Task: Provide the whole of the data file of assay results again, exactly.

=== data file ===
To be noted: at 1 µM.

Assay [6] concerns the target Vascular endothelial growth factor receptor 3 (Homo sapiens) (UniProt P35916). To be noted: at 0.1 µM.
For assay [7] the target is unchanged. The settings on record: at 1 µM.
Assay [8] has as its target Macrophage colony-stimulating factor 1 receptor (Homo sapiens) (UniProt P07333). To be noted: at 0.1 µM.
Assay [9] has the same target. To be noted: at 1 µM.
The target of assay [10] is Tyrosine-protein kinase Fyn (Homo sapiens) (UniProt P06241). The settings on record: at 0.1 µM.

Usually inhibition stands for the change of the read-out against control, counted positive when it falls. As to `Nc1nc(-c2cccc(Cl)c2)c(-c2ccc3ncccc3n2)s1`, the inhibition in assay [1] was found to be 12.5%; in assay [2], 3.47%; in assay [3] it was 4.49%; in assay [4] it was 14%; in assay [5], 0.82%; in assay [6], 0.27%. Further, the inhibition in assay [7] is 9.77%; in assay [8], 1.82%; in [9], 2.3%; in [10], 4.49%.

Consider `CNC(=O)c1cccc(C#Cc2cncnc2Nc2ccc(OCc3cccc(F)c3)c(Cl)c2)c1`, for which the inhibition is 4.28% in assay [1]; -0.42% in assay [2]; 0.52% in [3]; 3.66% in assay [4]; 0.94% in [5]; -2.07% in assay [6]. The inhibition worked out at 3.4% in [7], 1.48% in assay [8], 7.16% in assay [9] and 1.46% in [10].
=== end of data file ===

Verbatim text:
To be noted: at 1 µM.

Assay [6] concerns the target Vascular endothelial growth factor receptor 3 (Homo sapiens) (UniProt P35916). To be noted: at 0.1 µM.
For assay [7] the target is unchanged. The settings on record: at 1 µM.
Assay [8] has as its target Macrophage colony-stimulating factor 1 receptor (Homo sapiens) (UniProt P07333). To be noted: at 0.1 µM.
Assay [9] has the same target. To be noted: at 1 µM.
The target of assay [10] is Tyrosine-protein kinase Fyn (Homo sapiens) (UniProt P06241). The settings on record: at 0.1 µM.

Usually inhibition stands for the change of the read-out against control, counted positive when it falls. As to `Nc1nc(-c2cccc(Cl)c2)c(-c2ccc3ncccc3n2)s1`, the inhibition in assay [1] was found to be 12.5%; in assay [2], 3.47%; in assay [3] it was 4.49%; in assay [4] it was 14%; in assay [5], 0.82%; in assay [6], 0.27%. Further, the inhibition in assay [7] is 9.77%; in assay [8], 1.82%; in [9], 2.3%; in [10], 4.49%.

Consider `CNC(=O)c1cccc(C#Cc2cncnc2Nc2ccc(OCc3cccc(F)c3)c(Cl)c2)c1`, for which the inhibition is 4.28% in assay [1]; -0.42% in assay [2]; 0.52% in [3]; 3.66% in assay [4]; 0.94% in [5]; -2.07% in assay [6]. The inhibition worked out at 3.4% in [7], 1.48% in assay [8], 7.16% in assay [9] and 1.46% in [10].